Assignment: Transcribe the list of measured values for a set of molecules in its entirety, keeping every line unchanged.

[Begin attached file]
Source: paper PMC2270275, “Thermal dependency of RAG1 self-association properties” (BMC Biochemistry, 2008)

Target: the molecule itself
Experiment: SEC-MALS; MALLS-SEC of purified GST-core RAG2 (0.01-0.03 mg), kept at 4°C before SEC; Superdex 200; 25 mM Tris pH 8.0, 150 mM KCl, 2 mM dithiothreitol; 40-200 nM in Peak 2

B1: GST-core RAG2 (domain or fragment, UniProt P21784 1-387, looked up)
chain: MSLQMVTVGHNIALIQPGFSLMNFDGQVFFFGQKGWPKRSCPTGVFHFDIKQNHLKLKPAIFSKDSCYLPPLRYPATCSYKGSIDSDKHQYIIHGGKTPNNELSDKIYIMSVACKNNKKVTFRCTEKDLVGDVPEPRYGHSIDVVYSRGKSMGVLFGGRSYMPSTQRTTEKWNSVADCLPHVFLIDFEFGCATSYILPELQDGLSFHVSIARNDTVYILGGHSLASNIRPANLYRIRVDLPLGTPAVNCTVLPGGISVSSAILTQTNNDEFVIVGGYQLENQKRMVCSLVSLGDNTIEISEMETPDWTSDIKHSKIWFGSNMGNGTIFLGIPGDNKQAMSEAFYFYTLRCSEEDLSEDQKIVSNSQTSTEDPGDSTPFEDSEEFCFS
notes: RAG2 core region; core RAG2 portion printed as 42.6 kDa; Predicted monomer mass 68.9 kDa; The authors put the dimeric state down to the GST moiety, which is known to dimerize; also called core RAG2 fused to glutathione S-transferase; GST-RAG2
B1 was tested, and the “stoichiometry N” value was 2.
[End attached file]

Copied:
Source: paper PMC2270275, “Thermal dependency of RAG1 self-association properties” (BMC Biochemistry, 2008)

Target: the molecule itself
Experiment: SEC-MALS; MALLS-SEC of purified GST-core RAG2 (0.01-0.03 mg), kept at 4°C before SEC; Superdex 200; 25 mM Tris pH 8.0, 150 mM KCl, 2 mM dithiothreitol; 40-200 nM in Peak 2

B1: GST-core RAG2 (domain or fragment, UniProt P21784 1-387, looked up)
chain: MSLQMVTVGHNIALIQPGFSLMNFDGQVFFFGQKGWPKRSCPTGVFHFDIKQNHLKLKPAIFSKDSCYLPPLRYPATCSYKGSIDSDKHQYIIHGGKTPNNELSDKIYIMSVACKNNKKVTFRCTEKDLVGDVPEPRYGHSIDVVYSRGKSMGVLFGGRSYMPSTQRTTEKWNSVADCLPHVFLIDFEFGCATSYILPELQDGLSFHVSIARNDTVYILGGHSLASNIRPANLYRIRVDLPLGTPAVNCTVLPGGISVSSAILTQTNNDEFVIVGGYQLENQKRMVCSLVSLGDNTIEISEMETPDWTSDIKHSKIWFGSNMGNGTIFLGIPGDNKQAMSEAFYFYTLRCSEEDLSEDQKIVSNSQTSTEDPGDSTPFEDSEEFCFS
notes: RAG2 core region; core RAG2 portion printed as 42.6 kDa; Predicted monomer mass 68.9 kDa; The authors put the dimeric state down to the GST moiety, which is known to dimerize; also called core RAG2 fused to glutathione S-transferase; GST-RAG2
B1 was tested, and the “stoichiometry N” value was 2.